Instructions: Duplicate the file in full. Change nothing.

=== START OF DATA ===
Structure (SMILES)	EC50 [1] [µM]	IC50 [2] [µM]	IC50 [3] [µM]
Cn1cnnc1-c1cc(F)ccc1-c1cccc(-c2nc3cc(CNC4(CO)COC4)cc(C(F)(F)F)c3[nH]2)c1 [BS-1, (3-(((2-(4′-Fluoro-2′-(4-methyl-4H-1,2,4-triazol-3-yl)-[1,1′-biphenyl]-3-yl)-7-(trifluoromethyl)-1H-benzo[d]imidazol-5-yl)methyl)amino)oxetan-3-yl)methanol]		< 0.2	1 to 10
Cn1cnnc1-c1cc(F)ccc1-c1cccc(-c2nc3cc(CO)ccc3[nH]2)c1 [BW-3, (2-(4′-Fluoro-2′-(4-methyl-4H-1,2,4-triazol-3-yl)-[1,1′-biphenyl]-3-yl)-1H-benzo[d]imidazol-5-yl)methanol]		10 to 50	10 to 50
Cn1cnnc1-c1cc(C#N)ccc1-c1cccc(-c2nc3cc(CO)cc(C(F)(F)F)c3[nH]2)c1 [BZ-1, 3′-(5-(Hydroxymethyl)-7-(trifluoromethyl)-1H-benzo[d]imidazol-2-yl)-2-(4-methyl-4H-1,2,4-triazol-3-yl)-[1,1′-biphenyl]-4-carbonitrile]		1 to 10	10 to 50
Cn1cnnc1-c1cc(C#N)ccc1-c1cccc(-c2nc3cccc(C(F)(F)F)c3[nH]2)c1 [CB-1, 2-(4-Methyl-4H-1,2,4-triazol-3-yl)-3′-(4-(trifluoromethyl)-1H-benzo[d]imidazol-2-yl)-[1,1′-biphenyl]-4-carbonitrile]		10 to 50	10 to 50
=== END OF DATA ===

Structure (SMILES)	EC50 [1] [µM]	IC50 [2] [µM]	IC50 [3] [µM]
Cn1cnnc1-c1cc(F)ccc1-c1cccc(-c2nc3cc(CNC4(CO)COC4)cc(C(F)(F)F)c3[nH]2)c1 [BS-1, (3-(((2-(4′-Fluoro-2′-(4-methyl-4H-1,2,4-triazol-3-yl)-[1,1′-biphenyl]-3-yl)-7-(trifluoromethyl)-1H-benzo[d]imidazol-5-yl)methyl)amino)oxetan-3-yl)methanol]		< 0.2	1 to 10
Cn1cnnc1-c1cc(F)ccc1-c1cccc(-c2nc3cc(CO)ccc3[nH]2)c1 [BW-3, (2-(4′-Fluoro-2′-(4-methyl-4H-1,2,4-triazol-3-yl)-[1,1′-biphenyl]-3-yl)-1H-benzo[d]imidazol-5-yl)methanol]		10 to 50	10 to 50
Cn1cnnc1-c1cc(C#N)ccc1-c1cccc(-c2nc3cc(CO)cc(C(F)(F)F)c3[nH]2)c1 [BZ-1, 3′-(5-(Hydroxymethyl)-7-(trifluoromethyl)-1H-benzo[d]imidazol-2-yl)-2-(4-methyl-4H-1,2,4-triazol-3-yl)-[1,1′-biphenyl]-4-carbonitrile]		1 to 10	10 to 50
Cn1cnnc1-c1cc(C#N)ccc1-c1cccc(-c2nc3cccc(C(F)(F)F)c3[nH]2)c1 [CB-1, 2-(4-Methyl-4H-1,2,4-triazol-3-yl)-3′-(4-(trifluoromethyl)-1H-benzo[d]imidazol-2-yl)-[1,1′-biphenyl]-4-carbonitrile]		10 to 50	10 to 50